29 Pittsburgh-area school districts get state OK to exceed cap on tax increases
State education officials have given more than a third of Pennsylvania's school districts — including 29 in the Pittsburgh area — permission to raise property taxes higher than a predetermined cap would allow.
A 2006 law — Act 1 — requires districts to keep tax increases within a so-called “index” that limits the amount they can levy based on a formula calculated by the state.
To increase taxes above the cap, districts must get an exception from the state or ask voters to approve a referendum, said Tim Eller, spokesman for the Department of Education.
Exceptions are granted if districts need the money to:
• Meet pension obligations.
• Pay for special education.
• Make payments on previous construction debt.
• Pay for construction that was approved by voters.
“The law is a balancing act between residents' ability to pay taxes versus what schools need to continue operating,” Eller said. “It's there to keep school boards from increasing spending at alarming rates without giving voters a say or having it subject to checks and balances.”
But just because a district gets an exception does not mean it will use it, Eller said.
This school year, $48.2 million of the $159.9 million approved, or 30 percent, was spent by districts.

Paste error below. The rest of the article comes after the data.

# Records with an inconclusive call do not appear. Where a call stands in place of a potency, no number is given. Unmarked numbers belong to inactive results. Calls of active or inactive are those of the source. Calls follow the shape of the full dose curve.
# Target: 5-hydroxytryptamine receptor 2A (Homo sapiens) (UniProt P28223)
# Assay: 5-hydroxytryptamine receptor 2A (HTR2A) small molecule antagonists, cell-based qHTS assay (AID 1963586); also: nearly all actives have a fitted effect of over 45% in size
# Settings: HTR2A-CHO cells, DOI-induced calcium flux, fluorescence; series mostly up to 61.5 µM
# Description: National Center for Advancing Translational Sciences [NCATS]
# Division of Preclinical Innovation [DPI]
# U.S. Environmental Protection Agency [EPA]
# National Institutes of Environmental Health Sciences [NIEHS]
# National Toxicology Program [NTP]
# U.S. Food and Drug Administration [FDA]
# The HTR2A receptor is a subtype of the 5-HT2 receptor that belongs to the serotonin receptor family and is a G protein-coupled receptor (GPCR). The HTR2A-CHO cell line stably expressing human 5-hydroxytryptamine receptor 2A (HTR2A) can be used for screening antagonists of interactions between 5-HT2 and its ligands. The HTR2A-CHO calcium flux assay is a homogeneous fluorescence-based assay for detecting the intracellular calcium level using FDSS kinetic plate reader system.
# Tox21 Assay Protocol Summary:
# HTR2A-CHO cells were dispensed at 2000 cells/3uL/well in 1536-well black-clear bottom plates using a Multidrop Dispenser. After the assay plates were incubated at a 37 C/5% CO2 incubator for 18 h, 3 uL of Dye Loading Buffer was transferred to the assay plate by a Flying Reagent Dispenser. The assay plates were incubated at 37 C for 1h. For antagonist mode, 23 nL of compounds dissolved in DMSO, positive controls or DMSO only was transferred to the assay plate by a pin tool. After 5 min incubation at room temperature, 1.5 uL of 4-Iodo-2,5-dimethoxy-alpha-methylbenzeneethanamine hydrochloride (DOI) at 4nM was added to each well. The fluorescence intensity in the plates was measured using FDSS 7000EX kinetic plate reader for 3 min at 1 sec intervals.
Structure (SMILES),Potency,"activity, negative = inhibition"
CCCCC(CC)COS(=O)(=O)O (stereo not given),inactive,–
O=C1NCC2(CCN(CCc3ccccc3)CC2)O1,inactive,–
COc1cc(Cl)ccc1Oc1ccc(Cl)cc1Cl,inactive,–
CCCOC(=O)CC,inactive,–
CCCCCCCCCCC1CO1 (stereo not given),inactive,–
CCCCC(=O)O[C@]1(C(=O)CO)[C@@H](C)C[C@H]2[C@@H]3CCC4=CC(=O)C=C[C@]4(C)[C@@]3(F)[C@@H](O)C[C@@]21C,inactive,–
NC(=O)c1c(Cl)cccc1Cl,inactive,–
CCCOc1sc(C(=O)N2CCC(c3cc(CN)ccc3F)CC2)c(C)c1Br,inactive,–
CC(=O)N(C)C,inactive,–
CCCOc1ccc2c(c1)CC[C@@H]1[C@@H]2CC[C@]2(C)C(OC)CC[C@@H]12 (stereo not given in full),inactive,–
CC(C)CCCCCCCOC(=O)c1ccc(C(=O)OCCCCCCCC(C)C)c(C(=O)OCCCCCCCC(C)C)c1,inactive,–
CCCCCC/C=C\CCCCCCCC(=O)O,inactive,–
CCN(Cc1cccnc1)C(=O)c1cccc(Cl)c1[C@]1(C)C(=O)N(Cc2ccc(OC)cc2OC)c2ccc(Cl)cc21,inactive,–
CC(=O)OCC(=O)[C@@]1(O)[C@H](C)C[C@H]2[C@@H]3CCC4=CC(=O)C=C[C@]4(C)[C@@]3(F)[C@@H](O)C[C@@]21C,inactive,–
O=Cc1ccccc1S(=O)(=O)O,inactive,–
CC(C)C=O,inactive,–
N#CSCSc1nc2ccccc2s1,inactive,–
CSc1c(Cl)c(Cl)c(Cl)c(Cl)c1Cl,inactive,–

In 2011-12, $95.5 million of the $265.8 million, or 36 percent, in approved exceptions was spent.
While the board of the Franklin Regional School District in Westmoreland County approved a preliminary budget this year that would require voters to approve a tax increase above the index, district officials have no plans to seek it.
“We had to make that decision on whether or not to apply for the exception,” said Jon Perry, the district's business manager. “We have no intention of utilizing it.”
Act 1 requires districts submit a preliminary budget in February. But a final budget does not have to be approved until June 30.
Franklin Regional's preliminary budget for 2013-14 earmarked $528,473 in spending that exceeded the state index and would require a 1.57 mill tax increase above the 3.33 mill hike already called for in the spending plan.
The state approved raising taxes by only 1.48 mills, which would leave a $30,507 unfunded hole in the budget.
A mill equals $1 for every $1,000 of a property's assessed value. The South Fayette School District had $914,255 in its preliminary budget that exceeded the state index.
The state approved raising taxes by only 0.3 mills above the index, which leaves $567,685 in the budget that is unfunded.
“We continue to make cuts in our budget and will work to avoid having to go to taxpayers for more money,” Superintendent Bille Pearce Rondinelli said. “Our only goal is to whittle it down.”
Staff writer Amanda Dolasinski contributed to this report. Tony LaRussa is a staff writer for Trib Total Media. He can be reached at 412-320-7987 or email@example.com.
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